The Crutch Master


One of a series of CRUTCH! videos on Bill Shannon, Directed and Produced by
Sachi Cunningham and Chandler Evans.

Now 42, that kid with crutches is known around New York’s dance scene as the Crutch Master, and is widely sought around the globe to showcase his flamboyant and seriously athletic dance style and to talk about it. He’s become a poster boy for disability, albeit reluctantly.

Shannon said “peer pressure to keep up with the other kids led to a relationship with creativity.”

“I call it creative necessity – creativity as survival to keep up with peers. I was challenged constantly with these hurdles like jumping through the hedge. All the kids would do it and I had to figure out how to do it with my crutches. I had to get creative to keep up.”

Shannon is a showman, to be sure. He’s a performance artist, melding street dance with the influences of skate and hip hop cultures. Armed with a BFA from the Art Institute of Chicago, he counts poetry and sculpture among his art forms.

And author: he’s working on an outline for a book that will lead readers from his beginnings to the development of the Shannon Technique, a how-to-guide for his style of dancing on the so-called rocker-bottom crutches with U-shaped tips.

He’s a bit of a psychologist too, creating names for some of the scenarios he has encountered when interacting with able-bodied people. There’s faker squared, a reference to the people who think he’s faking his need to use crutches to get around. He can actually walk unassisted but not for long periods or without pain.

“Sometimes I’ll lift up the crutches and do a little tiptoe to give people the satisfaction of thinking they’ve caught me faking. I have the satisfaction of hosting their discovery.”

“If I fake the faking, I take possession of the faking and that’s empowerment,” Shannon said.

And there’s the moment of projected narrative. In one video sequence, a hidden camera shows Shannon’s efforts to pick up a bottle at a marketplace in Russia, while an older local woman looks on, willing him to succeed.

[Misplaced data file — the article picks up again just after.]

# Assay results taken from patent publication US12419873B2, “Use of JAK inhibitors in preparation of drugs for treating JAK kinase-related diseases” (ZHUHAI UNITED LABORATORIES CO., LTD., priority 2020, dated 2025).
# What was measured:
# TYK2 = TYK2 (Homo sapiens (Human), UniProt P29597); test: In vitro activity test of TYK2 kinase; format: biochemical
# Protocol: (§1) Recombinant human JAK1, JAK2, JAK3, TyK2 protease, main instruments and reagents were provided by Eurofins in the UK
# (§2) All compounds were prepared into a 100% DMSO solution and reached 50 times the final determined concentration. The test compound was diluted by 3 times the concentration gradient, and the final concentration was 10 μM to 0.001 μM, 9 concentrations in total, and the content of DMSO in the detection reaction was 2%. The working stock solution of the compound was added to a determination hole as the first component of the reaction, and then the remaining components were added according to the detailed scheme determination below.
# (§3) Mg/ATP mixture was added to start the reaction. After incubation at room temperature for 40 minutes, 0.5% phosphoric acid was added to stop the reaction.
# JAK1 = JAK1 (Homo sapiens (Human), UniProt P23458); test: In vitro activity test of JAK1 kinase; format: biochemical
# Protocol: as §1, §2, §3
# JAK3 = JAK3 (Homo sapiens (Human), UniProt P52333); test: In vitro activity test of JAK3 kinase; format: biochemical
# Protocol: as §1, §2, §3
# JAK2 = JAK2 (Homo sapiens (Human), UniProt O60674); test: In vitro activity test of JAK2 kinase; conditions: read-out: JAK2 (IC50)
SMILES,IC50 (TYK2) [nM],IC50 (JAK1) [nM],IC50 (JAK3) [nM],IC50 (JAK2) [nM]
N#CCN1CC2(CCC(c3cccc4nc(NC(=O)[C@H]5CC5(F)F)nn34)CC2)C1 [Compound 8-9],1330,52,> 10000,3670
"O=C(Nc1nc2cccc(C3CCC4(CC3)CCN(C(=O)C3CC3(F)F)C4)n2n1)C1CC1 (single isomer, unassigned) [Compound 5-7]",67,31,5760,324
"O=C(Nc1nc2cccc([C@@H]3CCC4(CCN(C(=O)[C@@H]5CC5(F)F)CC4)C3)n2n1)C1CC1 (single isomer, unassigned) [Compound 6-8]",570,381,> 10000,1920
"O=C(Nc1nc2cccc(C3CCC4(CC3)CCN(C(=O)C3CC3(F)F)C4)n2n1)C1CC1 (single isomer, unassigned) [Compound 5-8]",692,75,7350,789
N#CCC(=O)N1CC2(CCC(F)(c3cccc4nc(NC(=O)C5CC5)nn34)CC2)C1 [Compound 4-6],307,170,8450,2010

Over the past two decades Shannon’s installations, performances, choreography and video work have been presented in the US and internationally at events, venues and festivals including Sydney Opera House, Tate Liverpool Museum, NYC Town Hall, Portland Institute of Contemporary Art, The Holland Festival, Amsterdam and Temple Bar in Dublin.

Cirque du Soleil

Shannon also completed a project with Cirque du Soleil where he choreographed an aerial duet and a solo on crutches for their 2002 production Varekai.

It was an offer to tour with Cirque du Soleil that prompted Shannon to devise what he calls theShannon Technique. Unable to leave home base for months and endure a grueling performance schedule, Shannon said he started to name his dance moves so that he could pass them onto others.

The Shannon Technique “is a contribution to the history of dance. I never had a class to learn to dance on crutches – I never had the shoulder of the giant to stand on.”

“I decided to lay it all down so that in the future some other individual serious about dancing on crutches can use this as a guide.”

“It’s all about the economy of movement,” he said. As for skating in Goolwa, “it’s like skating on sandpaper. I had to change out the wheels on my skateboard.”

Fee Plumley on a Quest to Make reallybigroadtrip Pozible

Fee Plumley calls herself a geek artist, techno-evangelist and digital consultant. She hails from the United Kingdom and has become a permanent, if nomadic, resident of Australia.

Combine Fee’s geekery with her will to travel and you have reallybigroadtrip – her proposal to create and live in a truly mobile digital culture.

Fee’s plan is to get a bus, rig it with recording equipment and drive it around Australia, talking to people about how they engage with creative technology. It’s an artwork, a research project, plus a home, studio and workshop.